Mining company sheds portion of Nunavut gold mine, for now

Sabina simplifies its project to simplify the regulatory process

By NUNATSIAQ NEWS

The airstrip used by Sabina Gold and Silver to bring in the supplies they need for exploration, in a photo taken in 2011. (PHOTO COURTESY OF SABINA)


The airstrip used by Sabina Gold and Silver to bring in the supplies they need for exploration, in a photo taken in 2011. (PHOTO COURTESY OF SABINA)

A Kitikmeot map showing the location of Sabina's Goose property, part of the Back River gold mine, which would cover an area of about 53 square kilometres. (MAP COURTESY OF SABINA)


A Kitikmeot map showing the location of Sabina’s Goose property, part of the Back River gold mine, which would cover an area of about 53 square kilometres. (MAP COURTESY OF SABINA)

On the heels of what they described as a “very compelling” feasibility study for the Back River gold project in western Nunavut, Sabina Gold and Silver Corp. says it hopes to have a final environmental impact study done by this November.

That, along with other updates from the Canadian mining company, was contained in a July 3 letter to the Nunavut Impact Review Board from Matthew Pickard, the company’s vice president of environment and sustainability.

But before that final EIS is written, Sabina continues to shed parts of the project and simplify the regulatory process.

In its recent letter, for example, Sabina says it will remove the George mine development from the final EIS. The George site lies northwest of the main Goose property.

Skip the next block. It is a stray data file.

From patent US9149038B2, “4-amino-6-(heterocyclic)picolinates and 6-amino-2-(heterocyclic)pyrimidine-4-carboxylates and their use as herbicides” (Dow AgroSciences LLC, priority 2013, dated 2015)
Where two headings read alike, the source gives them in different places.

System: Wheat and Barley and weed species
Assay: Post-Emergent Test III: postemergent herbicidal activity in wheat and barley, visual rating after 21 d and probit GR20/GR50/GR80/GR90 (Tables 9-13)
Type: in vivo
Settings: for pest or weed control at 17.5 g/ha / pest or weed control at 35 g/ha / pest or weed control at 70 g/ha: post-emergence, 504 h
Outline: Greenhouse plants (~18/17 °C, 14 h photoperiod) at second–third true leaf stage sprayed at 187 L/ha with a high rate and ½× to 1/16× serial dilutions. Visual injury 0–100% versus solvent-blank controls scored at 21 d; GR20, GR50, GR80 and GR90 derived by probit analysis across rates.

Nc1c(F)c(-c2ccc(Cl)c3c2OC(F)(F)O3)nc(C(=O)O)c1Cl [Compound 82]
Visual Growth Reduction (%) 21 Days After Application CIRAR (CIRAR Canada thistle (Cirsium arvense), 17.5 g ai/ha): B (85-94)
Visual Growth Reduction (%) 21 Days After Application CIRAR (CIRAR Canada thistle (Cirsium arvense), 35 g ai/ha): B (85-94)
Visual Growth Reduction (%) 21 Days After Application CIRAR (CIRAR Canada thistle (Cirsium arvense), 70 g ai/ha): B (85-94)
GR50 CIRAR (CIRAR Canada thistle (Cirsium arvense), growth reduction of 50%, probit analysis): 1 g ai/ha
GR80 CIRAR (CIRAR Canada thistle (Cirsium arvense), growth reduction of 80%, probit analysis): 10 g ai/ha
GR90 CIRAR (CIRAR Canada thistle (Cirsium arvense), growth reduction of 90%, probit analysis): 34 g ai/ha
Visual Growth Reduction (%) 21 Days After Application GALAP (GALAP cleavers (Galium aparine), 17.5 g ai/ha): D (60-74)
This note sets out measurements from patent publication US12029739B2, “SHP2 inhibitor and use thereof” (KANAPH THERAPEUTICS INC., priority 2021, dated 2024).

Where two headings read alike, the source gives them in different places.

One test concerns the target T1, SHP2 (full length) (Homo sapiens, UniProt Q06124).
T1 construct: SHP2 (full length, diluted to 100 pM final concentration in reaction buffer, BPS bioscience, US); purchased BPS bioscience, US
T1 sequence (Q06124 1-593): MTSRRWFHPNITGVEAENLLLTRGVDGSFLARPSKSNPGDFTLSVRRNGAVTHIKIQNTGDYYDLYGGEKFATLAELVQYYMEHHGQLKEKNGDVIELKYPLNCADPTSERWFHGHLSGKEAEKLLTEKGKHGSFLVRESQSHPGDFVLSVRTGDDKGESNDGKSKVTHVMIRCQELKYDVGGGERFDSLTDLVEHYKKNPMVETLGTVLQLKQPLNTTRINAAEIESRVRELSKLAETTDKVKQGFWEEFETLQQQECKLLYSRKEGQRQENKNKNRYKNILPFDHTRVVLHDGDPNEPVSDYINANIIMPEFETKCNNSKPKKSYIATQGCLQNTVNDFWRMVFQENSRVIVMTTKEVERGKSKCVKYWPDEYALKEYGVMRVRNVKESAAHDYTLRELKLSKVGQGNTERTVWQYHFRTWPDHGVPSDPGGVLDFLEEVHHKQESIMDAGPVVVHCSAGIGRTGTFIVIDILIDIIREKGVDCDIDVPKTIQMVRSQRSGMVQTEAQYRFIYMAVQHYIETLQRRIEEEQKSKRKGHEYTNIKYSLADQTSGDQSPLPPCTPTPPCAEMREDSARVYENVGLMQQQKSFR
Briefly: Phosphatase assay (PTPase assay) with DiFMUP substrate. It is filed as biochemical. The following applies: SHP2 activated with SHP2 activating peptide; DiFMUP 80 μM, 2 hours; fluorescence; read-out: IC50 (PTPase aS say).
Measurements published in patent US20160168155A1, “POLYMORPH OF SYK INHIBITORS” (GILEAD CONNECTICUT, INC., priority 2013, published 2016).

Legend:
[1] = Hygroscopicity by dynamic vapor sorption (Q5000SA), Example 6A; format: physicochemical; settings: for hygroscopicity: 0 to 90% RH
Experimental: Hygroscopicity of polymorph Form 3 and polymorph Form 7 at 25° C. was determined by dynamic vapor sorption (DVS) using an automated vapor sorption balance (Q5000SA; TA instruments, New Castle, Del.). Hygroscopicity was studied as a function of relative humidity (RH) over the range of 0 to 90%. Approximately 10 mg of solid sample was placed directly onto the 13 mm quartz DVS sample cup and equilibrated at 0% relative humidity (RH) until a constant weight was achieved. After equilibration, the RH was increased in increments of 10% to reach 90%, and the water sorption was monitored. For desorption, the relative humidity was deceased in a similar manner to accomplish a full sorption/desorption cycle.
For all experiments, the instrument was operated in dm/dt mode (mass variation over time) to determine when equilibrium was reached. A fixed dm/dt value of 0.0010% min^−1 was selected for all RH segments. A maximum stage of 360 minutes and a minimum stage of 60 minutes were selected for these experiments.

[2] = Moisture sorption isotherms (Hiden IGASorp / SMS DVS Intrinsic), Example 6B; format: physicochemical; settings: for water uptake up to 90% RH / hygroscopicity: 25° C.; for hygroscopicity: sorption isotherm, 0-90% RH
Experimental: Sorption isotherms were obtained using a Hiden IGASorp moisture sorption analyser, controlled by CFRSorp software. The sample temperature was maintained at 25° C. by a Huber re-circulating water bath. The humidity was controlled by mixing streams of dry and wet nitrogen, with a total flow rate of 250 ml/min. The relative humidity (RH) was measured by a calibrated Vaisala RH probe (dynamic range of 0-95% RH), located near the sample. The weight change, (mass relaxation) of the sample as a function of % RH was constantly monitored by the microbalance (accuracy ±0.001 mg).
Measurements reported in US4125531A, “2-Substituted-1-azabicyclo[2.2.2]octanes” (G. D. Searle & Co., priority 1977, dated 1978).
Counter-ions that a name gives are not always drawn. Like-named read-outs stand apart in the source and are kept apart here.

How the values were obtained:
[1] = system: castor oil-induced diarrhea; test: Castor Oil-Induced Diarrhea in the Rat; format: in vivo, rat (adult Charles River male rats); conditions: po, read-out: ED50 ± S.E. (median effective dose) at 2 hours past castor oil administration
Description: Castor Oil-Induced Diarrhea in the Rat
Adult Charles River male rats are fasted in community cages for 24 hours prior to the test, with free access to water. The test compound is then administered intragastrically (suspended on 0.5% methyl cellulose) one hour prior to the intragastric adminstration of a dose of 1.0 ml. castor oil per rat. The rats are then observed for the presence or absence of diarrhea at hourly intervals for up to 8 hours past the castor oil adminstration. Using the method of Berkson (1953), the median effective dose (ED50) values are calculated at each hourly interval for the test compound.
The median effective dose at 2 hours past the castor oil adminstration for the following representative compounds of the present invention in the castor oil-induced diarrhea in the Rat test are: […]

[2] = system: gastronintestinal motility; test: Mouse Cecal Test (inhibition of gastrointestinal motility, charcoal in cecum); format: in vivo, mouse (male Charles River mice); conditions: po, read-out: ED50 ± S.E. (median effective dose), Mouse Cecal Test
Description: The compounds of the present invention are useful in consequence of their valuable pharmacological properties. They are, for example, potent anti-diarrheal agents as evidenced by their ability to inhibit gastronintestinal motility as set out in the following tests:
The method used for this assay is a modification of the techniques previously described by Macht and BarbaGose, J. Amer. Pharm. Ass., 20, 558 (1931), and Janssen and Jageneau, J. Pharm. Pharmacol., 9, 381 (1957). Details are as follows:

“Should Sabina consider to advance George at a later date [likely during operation] Sabina will re-engage the NIRB and others,” Pickard wrote.

Sabina has proposed a gold mine complex about 400 kilometres south of Cambridge Bay, just south of Bathurst Inlet, that would produce 300,000 to 400,000 ounces of gold per year, possibly starting in 2017.

A map included in Pickard’s correspondence to the NIRB, shows four main mining pits and a winter ice road about 150-km long that would connect the main Goose Lake property to the marine laydown area on a peninsula in Bathurst Inlet, which would provide shipping access to Coronation Gulf.

The entire Goose property occupies an area roughly 53 square km in size.

Sabina is also pulling out of a parallel NIRB-Nunavut Water Board process that would have allowed the company to include a Type A Water License Application in the final EIS.

But the company plans to drop that for now rather than, “undertake a significant and expensive 2015 engineering and field program,” Pickard wrote. Instead, they’ll apply for the water licence later, after the NIRB process is complete, he said.

By dropping the George exploration property and the water license application, Sabina can shed a number of items from its final EIS.

The company had hoped to further streamline its approval process earlier this year by requesting the NIRB exempt some early development work from the final EIS report. The NIRB rejected that request.

Sabina has also addressed a number of concerns raised in the NIRB’s Pre-Hearing Conference Decision Report with what it calls a list of “project enhancements.”

Those enhancements include simplifying the port facilities, rearranging and consolidating facilities at the Goose property, increasing power generation and changing how the company plans to mine for gold, use water and manage waste.

Sabina has requested the NIRB provide feedback on its new final EIS scope amendments

A map showing the proposed site layout of Sabina's Back River mine, south of Cambridge Bay. (COURTESY OF SABINA)


A map showing the proposed site layout of Sabina’s Back River mine, south of Cambridge Bay. (COURTESY OF SABINA)

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